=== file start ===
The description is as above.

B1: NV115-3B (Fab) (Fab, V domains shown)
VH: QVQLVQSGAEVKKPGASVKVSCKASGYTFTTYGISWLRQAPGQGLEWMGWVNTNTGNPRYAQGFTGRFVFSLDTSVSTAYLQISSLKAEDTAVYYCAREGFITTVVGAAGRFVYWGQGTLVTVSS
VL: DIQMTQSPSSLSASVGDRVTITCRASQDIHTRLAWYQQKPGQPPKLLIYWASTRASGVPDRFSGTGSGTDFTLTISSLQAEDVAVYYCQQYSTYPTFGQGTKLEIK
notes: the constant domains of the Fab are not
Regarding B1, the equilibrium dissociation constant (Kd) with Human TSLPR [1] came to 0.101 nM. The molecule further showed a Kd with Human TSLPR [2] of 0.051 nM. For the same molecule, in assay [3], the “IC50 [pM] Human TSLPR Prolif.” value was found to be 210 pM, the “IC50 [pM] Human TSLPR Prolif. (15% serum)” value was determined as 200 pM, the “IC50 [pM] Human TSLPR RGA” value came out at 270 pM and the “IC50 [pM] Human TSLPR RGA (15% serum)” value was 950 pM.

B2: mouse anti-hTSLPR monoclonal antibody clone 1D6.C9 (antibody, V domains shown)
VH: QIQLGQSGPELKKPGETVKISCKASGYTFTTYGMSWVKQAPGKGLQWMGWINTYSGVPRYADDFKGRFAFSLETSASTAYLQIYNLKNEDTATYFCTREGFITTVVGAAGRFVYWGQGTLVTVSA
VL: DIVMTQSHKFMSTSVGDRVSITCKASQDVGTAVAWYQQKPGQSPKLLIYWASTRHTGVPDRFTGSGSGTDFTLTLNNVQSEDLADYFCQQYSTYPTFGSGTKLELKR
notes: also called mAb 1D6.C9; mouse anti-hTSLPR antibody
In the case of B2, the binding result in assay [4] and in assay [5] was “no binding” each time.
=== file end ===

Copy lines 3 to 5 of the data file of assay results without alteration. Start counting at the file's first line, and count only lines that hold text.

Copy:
VH: QVQLVQSGAEVKKPGASVKVSCKASGYTFTTYGISWLRQAPGQGLEWMGWVNTNTGNPRYAQGFTGRFVFSLDTSVSTAYLQISSLKAEDTAVYYCAREGFITTVVGAAGRFVYWGQGTLVTVSS
VL: DIQMTQSPSSLSASVGDRVTITCRASQDIHTRLAWYQQKPGQPPKLLIYWASTRASGVPDRFSGTGSGTDFTLTISSLQAEDVAVYYCQQYSTYPTFGQGTKLEIK
notes: the constant domains of the Fab are not